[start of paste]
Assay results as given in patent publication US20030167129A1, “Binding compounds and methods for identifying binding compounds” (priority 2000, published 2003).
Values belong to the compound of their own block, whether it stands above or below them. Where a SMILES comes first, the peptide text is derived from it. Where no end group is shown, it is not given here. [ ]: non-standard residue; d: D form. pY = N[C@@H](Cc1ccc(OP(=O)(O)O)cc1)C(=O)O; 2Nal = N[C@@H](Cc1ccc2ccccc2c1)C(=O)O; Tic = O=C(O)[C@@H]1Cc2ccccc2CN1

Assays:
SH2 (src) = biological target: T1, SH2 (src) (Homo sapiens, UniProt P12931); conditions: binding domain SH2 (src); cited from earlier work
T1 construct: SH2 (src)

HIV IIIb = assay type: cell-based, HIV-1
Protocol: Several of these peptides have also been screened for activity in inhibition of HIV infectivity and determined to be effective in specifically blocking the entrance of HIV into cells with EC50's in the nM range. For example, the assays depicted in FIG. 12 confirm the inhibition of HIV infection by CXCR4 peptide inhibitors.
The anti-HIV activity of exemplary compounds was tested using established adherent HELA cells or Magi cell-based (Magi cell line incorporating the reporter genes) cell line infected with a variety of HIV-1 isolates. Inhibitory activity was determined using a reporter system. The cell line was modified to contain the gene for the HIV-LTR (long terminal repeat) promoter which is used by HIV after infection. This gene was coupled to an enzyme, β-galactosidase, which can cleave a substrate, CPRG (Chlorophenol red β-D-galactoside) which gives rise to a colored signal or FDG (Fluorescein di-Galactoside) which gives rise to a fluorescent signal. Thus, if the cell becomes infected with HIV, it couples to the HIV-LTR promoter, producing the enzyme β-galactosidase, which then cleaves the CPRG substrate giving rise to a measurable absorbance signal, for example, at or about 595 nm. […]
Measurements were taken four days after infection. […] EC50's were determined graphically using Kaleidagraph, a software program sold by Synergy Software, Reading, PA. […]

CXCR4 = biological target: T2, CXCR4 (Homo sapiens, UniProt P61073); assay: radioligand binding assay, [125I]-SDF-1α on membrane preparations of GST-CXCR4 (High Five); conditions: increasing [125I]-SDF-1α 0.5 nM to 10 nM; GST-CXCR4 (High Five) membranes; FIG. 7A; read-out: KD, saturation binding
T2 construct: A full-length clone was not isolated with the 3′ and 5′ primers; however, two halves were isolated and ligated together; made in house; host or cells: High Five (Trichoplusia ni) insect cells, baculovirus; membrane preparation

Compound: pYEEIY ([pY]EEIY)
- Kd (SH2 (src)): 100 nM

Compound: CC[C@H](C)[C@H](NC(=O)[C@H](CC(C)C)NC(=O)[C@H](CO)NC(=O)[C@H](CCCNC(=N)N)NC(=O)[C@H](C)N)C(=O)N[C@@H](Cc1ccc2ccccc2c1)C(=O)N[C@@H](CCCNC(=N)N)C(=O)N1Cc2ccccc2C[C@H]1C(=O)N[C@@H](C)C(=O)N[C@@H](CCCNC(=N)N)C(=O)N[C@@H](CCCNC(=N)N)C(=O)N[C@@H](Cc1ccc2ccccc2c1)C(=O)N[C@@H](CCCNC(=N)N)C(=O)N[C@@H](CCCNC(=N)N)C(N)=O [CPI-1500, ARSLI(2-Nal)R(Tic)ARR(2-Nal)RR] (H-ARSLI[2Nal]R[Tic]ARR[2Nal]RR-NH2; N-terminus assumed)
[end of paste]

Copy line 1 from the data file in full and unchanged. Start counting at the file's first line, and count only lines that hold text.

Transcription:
Assay results as given in patent publication US20030167129A1, “Binding compounds and methods for identifying binding compounds” (priority 2000, published 2003).